Sometimes estate settlement is one of the hardest aspects of dealing with the death of a family member. This doesn't have to be the case if proper preparation of all estate documents took place prior to the death. If you have the services of an experienced estate lawyer at your disposal, there can be even less worry and strife.
What is Probate?
Probate: the official proving of a will. The probate process is intended to establish the legal validity of a will but it involves so much more than merely confirming that the signed, witnessed, and registered copy of a will is authentic.
The Probate Process
In addition to proving in a court of law that the deceased individual's will is valid, the Nolo website page, Probate FAQ, declares the probate process also involves:
identifying and inventorying the deceased's personal and real property
having the property appraised
paying debts and taxes
distributing the remaining property as the will (or if there is no will, then state law) directs
"Typically, probate involves paperwork and court appearances by lawyers," the Nolo Probate FAQ declares."The lawyers and court fees are paid from estate property, which would otherwise go to the people who inherit the deceased person's property."
What Happens When There is No Will
When someone dies without leaving a dated, signed and properly witnessed will, the court decides who should receive the deceased's assets. It won't matter what your familial relationships were really like; the state will award property and cash to the survivors based solely on their legal relationship to the deceased. This is called dying 'intestate' and Nolo offers these basics about succession when there is no will: "Generally, only spouses, registered domestic partners (in states where that's an option), and blood relatives inherit under intestate succession laws; unmarried partners, friends, and charities get nothing. "For more information on what this involves, read this Nolo article "How an Estate is Settled if There's No Will: Intestate Succession".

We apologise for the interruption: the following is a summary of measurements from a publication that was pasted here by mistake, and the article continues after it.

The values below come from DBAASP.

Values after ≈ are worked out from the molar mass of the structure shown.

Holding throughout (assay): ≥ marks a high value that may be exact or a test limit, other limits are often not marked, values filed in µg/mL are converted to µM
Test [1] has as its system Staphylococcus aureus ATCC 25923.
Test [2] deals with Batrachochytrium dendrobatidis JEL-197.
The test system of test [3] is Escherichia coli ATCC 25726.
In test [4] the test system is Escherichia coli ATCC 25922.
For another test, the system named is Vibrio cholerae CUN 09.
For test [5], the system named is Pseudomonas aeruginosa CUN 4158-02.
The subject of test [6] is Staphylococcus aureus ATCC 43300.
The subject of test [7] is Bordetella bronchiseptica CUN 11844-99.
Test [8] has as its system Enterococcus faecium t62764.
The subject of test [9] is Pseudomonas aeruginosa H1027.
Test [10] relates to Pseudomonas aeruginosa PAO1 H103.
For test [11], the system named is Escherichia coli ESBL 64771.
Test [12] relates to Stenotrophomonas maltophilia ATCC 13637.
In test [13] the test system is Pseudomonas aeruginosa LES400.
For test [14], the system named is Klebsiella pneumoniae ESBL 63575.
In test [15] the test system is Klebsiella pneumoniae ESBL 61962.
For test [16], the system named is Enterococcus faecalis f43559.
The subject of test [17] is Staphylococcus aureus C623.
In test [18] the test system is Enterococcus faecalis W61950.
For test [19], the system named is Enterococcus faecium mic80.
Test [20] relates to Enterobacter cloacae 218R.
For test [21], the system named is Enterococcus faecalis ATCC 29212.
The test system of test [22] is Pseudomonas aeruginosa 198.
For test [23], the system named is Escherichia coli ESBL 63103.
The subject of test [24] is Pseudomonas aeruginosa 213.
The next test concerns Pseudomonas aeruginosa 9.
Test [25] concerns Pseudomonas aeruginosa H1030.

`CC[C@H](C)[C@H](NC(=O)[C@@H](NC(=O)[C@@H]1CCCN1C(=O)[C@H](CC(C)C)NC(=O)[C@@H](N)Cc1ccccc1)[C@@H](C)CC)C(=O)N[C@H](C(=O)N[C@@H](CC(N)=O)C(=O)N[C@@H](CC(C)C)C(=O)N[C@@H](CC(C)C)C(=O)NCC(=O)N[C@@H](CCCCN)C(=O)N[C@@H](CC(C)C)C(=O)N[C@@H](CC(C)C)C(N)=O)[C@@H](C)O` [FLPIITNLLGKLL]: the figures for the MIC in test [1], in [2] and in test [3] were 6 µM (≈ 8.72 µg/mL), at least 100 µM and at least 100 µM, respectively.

All this can be avoided, if you take care of things ahead of time. When you leave documents that clearly state who you wish to get your property and cash after you die, you better support your survivors in coming to terms with your death without leaving them with a lot of unnecessary distress.
Hiring an Attorney
Losing a loved one can be an overwhelming experience and when you add in estate settlement issues, the months following the death can be much more than we bargained for. That's when it might be advantageous to hire an attorney.
"Most of us are not experts at what needs to be done after a loved one passes away," declare authors Joel Schumacher and Marsha Goetting, in "Settling an Estate: What Do I Need to Know?" They go on to say, "However, at some point in our lives many of us will find ourselves faced with settling an estate for a family member or friend." When this happens to you, or someone you know, it's best to turn to the experts in estate settlement. If you're considering getting legal advice from a reputable estate attorney, we suggest you read our online article "Legal Advice" found within this section of our website.
Nolo, "Probate FAQ", 2014.
American Bar Association